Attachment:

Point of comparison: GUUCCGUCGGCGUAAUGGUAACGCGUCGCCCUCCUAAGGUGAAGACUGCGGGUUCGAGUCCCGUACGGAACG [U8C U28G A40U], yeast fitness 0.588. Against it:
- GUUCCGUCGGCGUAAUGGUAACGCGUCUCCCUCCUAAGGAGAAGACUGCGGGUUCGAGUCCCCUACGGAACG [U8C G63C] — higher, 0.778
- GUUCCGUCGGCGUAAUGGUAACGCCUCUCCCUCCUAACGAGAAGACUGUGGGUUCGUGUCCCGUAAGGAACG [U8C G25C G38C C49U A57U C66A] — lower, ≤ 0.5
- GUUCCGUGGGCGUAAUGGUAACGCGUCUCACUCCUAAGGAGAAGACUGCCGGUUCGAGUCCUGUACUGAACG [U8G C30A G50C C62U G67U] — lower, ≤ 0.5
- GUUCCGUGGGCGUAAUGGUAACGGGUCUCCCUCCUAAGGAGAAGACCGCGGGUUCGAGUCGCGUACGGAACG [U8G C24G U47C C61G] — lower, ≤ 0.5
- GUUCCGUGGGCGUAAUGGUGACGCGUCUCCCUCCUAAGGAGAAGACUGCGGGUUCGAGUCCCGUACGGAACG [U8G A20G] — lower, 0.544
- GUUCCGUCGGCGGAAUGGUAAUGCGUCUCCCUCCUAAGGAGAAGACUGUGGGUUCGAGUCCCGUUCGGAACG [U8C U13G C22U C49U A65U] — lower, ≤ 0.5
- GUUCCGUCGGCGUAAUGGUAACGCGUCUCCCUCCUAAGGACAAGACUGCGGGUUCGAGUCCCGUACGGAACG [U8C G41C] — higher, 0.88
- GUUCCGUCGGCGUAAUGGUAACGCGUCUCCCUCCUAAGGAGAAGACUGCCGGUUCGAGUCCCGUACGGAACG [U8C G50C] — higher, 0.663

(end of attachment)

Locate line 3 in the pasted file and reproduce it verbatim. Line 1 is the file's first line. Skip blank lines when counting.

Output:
- GUUCCGUCGGCGUAAUGGUAACGCCUCUCCCUCCUAACGAGAAGACUGUGGGUUCGUGUCCCGUAAGGAACG [U8C G25C G38C C49U A57U C66A] — lower, ≤ 0.5